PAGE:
Gene Expression

If you read this weblog you are aware that I have a fascination with the intersection of human history and human evolutionary genetics. There are many questions I have about the finding from evolutionary genomic studies that light skin evolved at least twice independently in Eurasia within the last 20,000 years or so at the extremities. The selection coefficients are large, so I am confused as to why even minimal gene flow did not result in equilibration and homogenization of the allelic profiles of the populations. I have posited that the answer has to do with very low population densities verging upon nil in Central Asia. From The Horse, the Wheel, and Language: How Bronze-Age Riders from the Eurasian Steppes Shaped the Modern World (a book I can not recommend enough!):

…On the Ukok plateau, where the early Afanasievo cemetery at Bertek 33 was found, the Afanasieva immigrants occupied a virgin landscape-there were no earlier Mesolithic or Neolithic sites. Afanasievo sites also contained the earliest bones of domesticated cattle, sheep, and horses in the Altai.

Cemeteries of the local Kuznetsk-Altai foragers like Lebedii II were located in the forest and forest-meadow zone higher up on the slopes of the Altai….

i-512db7ad86f577e632d4fe263373b254-ukok.jpgThe Ukok Plateau is about 2000 kilometers from the Ural-Volga regions from which the Afanasievo likel originated. It seems that around 3500 BCE they “leap-frogged” across what would become the northern Kazakh steppe for the pine forests of south Siberian fringe. The point though is this: this sort of volkswanderung only became possible with the emergence of the nomadic herder lifestyle. The selective sweeps which one infers from evolutionary studies likely occurred before the Afanasievo trek….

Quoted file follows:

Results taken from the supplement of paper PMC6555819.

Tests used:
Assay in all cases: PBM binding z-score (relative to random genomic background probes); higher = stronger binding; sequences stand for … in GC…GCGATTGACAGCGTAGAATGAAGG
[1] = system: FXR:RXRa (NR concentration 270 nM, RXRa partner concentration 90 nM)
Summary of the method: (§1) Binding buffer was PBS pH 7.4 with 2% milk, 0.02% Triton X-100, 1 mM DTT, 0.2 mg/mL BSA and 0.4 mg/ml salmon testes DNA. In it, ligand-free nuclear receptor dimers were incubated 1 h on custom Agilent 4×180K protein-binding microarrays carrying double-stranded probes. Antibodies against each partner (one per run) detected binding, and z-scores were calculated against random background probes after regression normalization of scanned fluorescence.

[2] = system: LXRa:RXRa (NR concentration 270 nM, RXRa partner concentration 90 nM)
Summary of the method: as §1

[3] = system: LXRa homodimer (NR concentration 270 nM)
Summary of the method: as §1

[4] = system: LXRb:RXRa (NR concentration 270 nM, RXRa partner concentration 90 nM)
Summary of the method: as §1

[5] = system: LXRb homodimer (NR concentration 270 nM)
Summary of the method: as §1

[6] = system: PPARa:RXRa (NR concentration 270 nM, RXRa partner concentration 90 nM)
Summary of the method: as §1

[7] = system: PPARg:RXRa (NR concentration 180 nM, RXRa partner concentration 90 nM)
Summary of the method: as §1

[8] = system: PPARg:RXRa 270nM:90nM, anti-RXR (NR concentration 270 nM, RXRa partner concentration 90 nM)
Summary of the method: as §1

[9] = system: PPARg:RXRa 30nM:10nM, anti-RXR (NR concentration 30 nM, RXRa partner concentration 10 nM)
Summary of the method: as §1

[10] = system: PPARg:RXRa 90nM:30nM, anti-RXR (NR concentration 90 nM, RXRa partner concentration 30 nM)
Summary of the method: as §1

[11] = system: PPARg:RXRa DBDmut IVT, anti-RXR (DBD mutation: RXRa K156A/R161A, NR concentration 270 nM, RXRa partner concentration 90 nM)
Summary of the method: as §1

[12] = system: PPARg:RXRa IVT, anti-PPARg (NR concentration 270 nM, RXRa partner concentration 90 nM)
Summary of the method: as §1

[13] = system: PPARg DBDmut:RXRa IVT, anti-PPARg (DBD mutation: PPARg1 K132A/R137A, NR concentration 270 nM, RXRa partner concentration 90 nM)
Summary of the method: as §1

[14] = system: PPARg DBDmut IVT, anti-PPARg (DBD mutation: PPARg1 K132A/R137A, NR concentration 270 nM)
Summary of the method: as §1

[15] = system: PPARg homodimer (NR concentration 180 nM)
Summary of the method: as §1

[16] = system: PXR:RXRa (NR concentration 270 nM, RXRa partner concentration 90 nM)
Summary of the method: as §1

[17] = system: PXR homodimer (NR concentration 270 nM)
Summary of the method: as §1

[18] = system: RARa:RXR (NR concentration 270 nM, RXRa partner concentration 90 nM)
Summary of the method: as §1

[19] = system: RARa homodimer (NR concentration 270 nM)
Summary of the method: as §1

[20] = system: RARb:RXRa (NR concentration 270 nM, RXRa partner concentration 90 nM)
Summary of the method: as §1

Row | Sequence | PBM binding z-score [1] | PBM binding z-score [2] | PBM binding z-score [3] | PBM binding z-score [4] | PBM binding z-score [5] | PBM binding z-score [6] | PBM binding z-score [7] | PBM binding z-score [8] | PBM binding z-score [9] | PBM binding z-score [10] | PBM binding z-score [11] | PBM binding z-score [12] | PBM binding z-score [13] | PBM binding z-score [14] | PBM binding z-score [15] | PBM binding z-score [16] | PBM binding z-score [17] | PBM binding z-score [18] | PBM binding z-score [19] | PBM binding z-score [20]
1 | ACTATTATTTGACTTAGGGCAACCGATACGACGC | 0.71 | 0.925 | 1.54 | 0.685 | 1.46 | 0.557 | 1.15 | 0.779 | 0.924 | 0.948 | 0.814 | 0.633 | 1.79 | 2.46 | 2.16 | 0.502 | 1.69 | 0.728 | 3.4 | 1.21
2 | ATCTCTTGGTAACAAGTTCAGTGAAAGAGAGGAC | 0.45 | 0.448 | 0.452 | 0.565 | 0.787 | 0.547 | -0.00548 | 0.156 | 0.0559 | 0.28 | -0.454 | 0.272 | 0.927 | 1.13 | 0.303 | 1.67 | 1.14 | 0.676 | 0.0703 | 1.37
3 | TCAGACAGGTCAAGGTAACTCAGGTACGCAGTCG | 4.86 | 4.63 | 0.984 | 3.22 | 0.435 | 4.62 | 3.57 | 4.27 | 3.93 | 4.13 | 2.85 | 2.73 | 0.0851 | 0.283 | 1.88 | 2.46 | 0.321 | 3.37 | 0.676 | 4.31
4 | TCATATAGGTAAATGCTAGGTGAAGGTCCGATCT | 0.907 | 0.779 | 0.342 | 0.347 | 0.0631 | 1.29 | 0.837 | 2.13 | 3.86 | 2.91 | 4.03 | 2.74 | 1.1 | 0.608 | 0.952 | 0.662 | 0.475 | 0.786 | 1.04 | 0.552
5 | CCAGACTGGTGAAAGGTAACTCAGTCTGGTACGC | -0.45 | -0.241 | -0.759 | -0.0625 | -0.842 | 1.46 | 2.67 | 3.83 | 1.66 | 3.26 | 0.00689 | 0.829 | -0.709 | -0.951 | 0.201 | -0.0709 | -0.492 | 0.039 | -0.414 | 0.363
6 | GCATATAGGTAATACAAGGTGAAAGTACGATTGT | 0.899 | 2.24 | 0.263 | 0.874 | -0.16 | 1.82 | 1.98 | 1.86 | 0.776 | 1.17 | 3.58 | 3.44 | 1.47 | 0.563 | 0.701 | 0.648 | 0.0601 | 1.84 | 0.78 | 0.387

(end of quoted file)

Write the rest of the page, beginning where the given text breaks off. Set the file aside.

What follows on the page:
Related: The Horse, the Wheel, and Language: How Bronze-Age Riders from the Eurasian Steppes Shaped the Modern World.

Comments

  1. #1 Luis
    April 26, 2008

    …the answer has to do with very low population densities verging upon nil in Central Asia.

    Certainly, specially north of the “oasis area” of Uzbekistan and neighbours. This does not just apply to IE expansion eastward but also to Turco-Mongol expansion westward later on. Kazakhs apparently are surprisingly low in Western genetics and that can only be explained because of those extremely low population densities in the steppe and semideserts that constitute that country, that allowed Turco-Mongols to replace almost totally whatever peoples were there before.

  2. #2 razib
    April 26, 2008

    This does not just apply to IE expansion eastward but also to Turco-Mongol expansion westward later on. Kazakhs apparently are surprisingly low in Western genetics and that can only be explained because of those extremely low population densities in the steppe and semideserts that constitute that country, that allowed Turco-Mongols to replace almost totally whatever peoples were there before.

    hm. there’s no signature of pre-turco-mongol ancestry in the kazakhs? i know there is among the uzbeks and what not (seeing as the tajiks and groups like the yangbonis are still around).

  3. #3 Luis
    April 27, 2008

    there’s no signature of pre-turco-mongol ancestry in the kazakhs?

    There is but it’s a lot lower than in neighbours like Uzbekistan. Of all former USSR Central Asia, Kazakhs seem the least “westerner” (and more “easterner”) of all (maybe together with little Kirgizisan), and the difference is very marked.

    I’ve seen some other stuff that goes in the same line but the handiest example may be the Mc Donalds’ world maps (2005), where Kazaks are like 50% “easterner” (mostly C, but also O and Q), while Uzbeks are only like 15% that. Such contrast can’t but be caused by the difference of density in the semidesertic Kazakhstan and the more hospitable Uzbekistan, settled since at least Neolithic times.